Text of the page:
Previous evidence suggests reduced thalamic grey matter volume (GMV) in patients with schizophrenia (SCZ). However, it is not considered an intermediate phenotype for schizophrenia, possibly because previous studies did not assess the contribution of individual thalamic nuclei and employed univariate statistics.Here,we hypothesized that multivariate statistics would reveal an association of GMV in different thalamic nuclei with familial risk for schizophrenia.We also hypothesized that accounting for the heterogeneity of thalamic GMV in healthy controls would improve the detection of subjects at familial risk for the disorder. We acquired MRI scans for 96 clinically stable SCZ, 55 non-affected siblings of patients with schizophrenia (SIB), and 249 HC. The thalamus was parceled into seven regions of interest (ROIs). After a canonical univariate analysis, we used GMV estimates of thalamic ROIs, together with total thalamic GMV and premorbid intelligence, as features in Random Forests to classify HC, SIB, and SCZ. Then, we computed aMisclassification Index for each individual and tested the improvement in SIB detection after excluding a subsample of HCmisclassified as patients. Random Forests discriminated SCZ from HC (accuracy = 81%) and SIB from HC (accuracy = 75%). Left anteromedial thalamic volumeswere significantly associatedwith bothmultivariate classifications (p b 0.05). Excluding HCmisclassified as SCZ improved greatly HC vs. SIB classification (Cohen's d=1.39). These findings suggest that multivariate statistics identify a familial background associated with thalamic GMV reduction in SCZ. They also suggest the relevance of inter-individual variability of GMV patterns for the discrimination of individuals at familial risk for the disorder.

Grey Matter Volume Patterns in Thalamic Nuclei are Associated with Familial Risk for Schizophrenia

PERGOLA, Giulio;TRIZIO, SILVESTRO;DI CARLO, PASQUALE;TAURISANO, PAOLO;MANCINI, MARINA;AMOROSO, NICOLA;NETTIS, MARIA ANTONIETTA;ANDRIOLA, ILEANA;CAFORIO, GRAZIA;RAMPINO, ANTONIO;BERTOLINO, Alessandro;BLASI, GIUSEPPE
2017-01-01

Abstract

Previous evidence suggests reduced thalamic grey matter volume (GMV) in patients with schizophrenia (SCZ). However, it is not considered an intermediate phenotype for schizophrenia, possibly because previous studies did not assess the contribution of individual thalamic nuclei and employed univariate statistics.Here,we hypothesized that multivariate statistics would reveal an association of GMV in different thalamic nuclei with familial risk for schizophrenia.We also hypothesized that accounting for the heterogeneity of thalamic GMV in healthy controls would improve the detection of subjects at familial risk for the disorder. We acquired MRI scans for 96 clinically stable SCZ, 55 non-affected siblings of patients with schizophrenia (SIB), and 249 HC. The thalamus was parceled into seven regions of interest (ROIs). After a canonical univariate analysis, we used GMV estimates of thalamic ROIs, together with total thalamic GMV and premorbid intelligence, as features in Random Forests to classify HC, SIB, and SCZ. Then, we computed aMisclassification Index for each individual and tested the improvement in SIB detection after excluding a subsample of HCmisclassified as patients. Random Forests discriminated SCZ from HC (accuracy = 81%) and SIB from HC (accuracy = 75%). Left anteromedial thalamic volumeswere significantly associatedwith bothmultivariate classifications (p b 0.05). Excluding HCmisclassified as SCZ improved greatly HC vs. SIB classification (Cohen's d=1.39). These findings suggest that multivariate statistics identify a familial background associated with thalamic GMV reduction in SCZ. They also suggest the relevance of inter-individual variability of GMV patterns for the discrimination of individuals at familial risk for the disorder.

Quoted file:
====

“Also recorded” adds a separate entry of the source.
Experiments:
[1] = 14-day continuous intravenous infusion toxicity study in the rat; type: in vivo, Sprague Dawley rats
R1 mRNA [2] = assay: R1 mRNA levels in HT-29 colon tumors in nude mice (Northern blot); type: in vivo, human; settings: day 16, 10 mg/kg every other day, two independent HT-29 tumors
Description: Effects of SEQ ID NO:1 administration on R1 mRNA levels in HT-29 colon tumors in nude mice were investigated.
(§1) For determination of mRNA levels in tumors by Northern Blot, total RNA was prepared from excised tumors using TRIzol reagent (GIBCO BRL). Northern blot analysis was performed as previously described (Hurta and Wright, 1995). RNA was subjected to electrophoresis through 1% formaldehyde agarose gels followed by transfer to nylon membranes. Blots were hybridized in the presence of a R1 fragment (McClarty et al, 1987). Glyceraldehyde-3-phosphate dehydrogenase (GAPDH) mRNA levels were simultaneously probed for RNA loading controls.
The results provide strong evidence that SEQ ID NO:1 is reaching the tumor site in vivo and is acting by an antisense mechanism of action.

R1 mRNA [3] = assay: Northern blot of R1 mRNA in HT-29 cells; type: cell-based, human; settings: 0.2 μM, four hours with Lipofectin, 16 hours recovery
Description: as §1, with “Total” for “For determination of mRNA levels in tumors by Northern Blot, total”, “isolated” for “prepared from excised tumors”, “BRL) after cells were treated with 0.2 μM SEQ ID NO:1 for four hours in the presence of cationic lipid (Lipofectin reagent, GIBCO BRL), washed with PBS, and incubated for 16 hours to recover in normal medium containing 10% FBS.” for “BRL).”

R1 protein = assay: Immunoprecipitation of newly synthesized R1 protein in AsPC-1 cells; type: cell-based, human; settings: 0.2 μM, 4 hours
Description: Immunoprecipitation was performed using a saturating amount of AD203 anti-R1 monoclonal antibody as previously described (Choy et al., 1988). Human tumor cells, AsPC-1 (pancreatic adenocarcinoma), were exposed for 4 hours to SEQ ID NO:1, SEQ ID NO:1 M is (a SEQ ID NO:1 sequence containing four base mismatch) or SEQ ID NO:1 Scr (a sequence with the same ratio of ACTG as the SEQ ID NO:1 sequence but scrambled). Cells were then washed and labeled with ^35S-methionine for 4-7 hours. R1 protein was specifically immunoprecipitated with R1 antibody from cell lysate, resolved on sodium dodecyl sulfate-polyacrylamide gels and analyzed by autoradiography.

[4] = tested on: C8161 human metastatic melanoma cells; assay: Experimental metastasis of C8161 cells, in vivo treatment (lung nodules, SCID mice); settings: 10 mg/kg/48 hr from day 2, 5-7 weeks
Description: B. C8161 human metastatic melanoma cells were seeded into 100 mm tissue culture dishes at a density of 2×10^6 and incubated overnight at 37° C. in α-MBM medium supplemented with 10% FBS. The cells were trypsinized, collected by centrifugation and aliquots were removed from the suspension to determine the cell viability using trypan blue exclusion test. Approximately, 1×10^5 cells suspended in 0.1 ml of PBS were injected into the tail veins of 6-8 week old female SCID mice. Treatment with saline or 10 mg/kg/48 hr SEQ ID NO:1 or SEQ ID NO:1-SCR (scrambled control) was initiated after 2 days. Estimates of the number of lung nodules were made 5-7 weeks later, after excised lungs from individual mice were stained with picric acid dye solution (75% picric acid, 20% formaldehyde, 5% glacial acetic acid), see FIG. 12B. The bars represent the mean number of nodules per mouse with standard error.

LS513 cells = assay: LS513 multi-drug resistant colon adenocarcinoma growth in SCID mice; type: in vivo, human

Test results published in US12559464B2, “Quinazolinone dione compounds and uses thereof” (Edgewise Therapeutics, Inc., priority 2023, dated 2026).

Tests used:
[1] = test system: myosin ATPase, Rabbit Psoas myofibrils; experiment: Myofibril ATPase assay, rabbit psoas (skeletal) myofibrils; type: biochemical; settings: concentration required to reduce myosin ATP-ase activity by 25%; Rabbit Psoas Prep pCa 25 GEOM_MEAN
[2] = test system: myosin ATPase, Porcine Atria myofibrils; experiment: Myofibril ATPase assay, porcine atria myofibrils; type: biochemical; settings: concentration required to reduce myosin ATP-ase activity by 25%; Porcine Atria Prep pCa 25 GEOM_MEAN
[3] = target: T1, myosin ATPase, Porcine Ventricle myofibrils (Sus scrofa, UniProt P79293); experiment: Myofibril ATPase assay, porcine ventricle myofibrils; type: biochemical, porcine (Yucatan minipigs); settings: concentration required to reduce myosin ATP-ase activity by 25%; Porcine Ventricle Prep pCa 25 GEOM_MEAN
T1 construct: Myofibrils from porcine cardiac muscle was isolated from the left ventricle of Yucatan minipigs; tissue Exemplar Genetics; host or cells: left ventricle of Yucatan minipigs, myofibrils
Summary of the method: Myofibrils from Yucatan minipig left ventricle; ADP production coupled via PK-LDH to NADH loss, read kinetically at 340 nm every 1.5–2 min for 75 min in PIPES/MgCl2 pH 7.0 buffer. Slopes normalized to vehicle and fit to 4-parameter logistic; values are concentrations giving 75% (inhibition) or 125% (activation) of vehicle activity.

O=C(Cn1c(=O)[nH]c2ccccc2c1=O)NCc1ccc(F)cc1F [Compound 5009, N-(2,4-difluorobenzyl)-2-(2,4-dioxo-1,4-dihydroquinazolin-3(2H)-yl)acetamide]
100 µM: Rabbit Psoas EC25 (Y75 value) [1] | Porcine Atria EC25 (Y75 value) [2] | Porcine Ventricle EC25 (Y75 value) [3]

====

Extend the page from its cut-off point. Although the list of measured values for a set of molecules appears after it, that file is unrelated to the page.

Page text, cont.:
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Utilizza questo identificativo per citare o creare un link a questo documento: https://hdl.handle.net/11586/181922
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